Ken Saro-Wiwa was arrested for the third time in 1995 and charged with, first, incitement to murder, and then outright murder following the deaths of the four Ogoni chieftains, then presumed to be collaborating with Abacha’s regime. He denied the charges alongside nine others, now known as martyrs of the prolonged struggle for self-determination in the Niger Delta, but was imprisoned, pronounced guilty and finally sentenced to death by a military tribunal that was appointed for that purpose, despite extensive agitations to the contrary. The trial was roundly condemned, especially by the human rights community in Nigeria and described as unfair and contrary to the rule of law.

In spite of its short span, Saro-Wiwa’s lifetime was one of constant activism, so succinctly captured in the words of E.C. Osondu, writer and editor of an anthology of poems that celebrates his achievements. “Ken belongs to that tradition of men whom the French refer to as Le’homme de engage. I think crudely translated in English, it means ‘Men of Action’,” he said. Most writers still talk about Ken Saro-Wiwa as though he was still alive. But his legacies as writer, acknowledged for the vehemence of his arguments and passion for justice, and environmental rights crusader still live on.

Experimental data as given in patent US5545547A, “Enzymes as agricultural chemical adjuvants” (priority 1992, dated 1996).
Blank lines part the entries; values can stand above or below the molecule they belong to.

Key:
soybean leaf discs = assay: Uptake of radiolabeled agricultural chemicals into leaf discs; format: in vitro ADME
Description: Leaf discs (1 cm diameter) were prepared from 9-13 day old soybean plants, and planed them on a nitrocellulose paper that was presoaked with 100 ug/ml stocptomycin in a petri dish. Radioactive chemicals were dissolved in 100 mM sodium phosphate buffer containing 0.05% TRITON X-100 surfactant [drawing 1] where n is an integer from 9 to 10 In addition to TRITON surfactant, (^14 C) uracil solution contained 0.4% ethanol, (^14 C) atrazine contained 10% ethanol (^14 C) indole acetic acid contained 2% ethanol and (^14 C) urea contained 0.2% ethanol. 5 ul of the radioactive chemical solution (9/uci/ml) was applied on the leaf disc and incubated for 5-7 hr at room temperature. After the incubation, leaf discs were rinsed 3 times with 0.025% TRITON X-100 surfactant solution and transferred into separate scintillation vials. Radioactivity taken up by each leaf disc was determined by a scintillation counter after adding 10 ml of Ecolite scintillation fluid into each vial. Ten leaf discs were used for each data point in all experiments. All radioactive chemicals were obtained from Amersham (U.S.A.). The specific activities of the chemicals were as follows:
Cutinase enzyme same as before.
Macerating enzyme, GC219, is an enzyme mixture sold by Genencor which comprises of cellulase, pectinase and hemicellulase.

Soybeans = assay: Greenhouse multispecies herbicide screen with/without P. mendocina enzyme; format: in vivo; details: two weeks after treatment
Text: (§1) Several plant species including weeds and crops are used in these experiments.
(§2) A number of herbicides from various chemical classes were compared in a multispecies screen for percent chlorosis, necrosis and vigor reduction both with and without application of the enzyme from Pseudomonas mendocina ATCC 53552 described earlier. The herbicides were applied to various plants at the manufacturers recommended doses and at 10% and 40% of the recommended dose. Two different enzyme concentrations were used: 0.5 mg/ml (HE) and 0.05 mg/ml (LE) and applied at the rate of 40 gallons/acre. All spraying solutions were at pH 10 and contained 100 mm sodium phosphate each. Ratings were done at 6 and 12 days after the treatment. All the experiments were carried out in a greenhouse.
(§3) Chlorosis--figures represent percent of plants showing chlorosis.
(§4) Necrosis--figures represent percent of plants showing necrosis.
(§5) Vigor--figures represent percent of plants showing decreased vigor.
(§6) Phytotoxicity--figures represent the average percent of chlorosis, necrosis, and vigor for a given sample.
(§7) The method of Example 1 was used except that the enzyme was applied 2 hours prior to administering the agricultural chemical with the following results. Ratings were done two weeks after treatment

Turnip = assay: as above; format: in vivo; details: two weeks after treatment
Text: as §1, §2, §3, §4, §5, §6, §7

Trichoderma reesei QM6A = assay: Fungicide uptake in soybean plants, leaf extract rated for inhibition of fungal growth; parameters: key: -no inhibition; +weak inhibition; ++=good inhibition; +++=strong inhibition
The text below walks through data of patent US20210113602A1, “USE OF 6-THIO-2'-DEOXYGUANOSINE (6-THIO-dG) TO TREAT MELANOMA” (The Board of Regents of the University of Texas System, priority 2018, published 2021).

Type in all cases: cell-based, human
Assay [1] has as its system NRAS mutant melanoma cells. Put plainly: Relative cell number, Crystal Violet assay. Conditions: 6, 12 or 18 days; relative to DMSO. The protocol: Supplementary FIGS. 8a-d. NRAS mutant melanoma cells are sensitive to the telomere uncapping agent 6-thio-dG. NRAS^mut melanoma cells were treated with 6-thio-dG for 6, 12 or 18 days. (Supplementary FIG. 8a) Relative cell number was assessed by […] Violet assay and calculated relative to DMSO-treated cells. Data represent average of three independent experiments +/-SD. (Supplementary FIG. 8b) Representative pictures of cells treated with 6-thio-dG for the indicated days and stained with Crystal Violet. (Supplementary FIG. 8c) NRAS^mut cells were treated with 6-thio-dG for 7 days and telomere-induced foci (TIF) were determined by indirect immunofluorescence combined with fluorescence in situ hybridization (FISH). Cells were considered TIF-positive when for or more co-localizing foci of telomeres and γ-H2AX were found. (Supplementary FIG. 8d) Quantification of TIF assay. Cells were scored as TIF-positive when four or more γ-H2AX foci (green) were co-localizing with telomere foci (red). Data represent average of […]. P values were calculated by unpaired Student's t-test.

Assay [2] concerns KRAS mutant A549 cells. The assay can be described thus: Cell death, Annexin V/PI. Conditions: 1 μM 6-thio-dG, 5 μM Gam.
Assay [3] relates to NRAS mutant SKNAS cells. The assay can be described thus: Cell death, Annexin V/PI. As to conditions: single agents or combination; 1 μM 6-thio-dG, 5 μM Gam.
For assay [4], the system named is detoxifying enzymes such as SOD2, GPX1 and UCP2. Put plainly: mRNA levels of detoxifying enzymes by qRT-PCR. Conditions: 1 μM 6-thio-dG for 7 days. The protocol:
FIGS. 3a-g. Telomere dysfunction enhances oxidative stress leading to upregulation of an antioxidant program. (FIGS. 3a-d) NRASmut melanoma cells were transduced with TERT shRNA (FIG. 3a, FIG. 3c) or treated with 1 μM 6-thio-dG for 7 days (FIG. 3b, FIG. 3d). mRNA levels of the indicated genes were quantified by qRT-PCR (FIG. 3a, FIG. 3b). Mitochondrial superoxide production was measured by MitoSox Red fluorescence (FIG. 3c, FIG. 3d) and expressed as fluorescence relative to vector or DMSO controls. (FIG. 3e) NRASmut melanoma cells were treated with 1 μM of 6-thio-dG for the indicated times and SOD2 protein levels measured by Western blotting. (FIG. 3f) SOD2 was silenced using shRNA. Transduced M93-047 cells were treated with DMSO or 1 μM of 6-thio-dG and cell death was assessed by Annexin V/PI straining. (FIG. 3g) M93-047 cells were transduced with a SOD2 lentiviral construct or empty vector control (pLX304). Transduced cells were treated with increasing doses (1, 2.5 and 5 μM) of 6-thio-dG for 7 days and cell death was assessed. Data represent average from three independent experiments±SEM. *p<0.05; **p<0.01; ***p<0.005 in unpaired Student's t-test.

As a writer, he had to a reasonable extent positively affected the careers of some of his colleagues. For instance, Mobolaji Adenubi, author of Splendid, once recounted to Daily Independent an encounter she had with him after she had finished writing the manuscript of the book. “I had taken the manuscript to him and after reading it he came to me with a flower and said ‘Thank you for Splendid’,” she says. That remark somewhat served as a morale booster for her.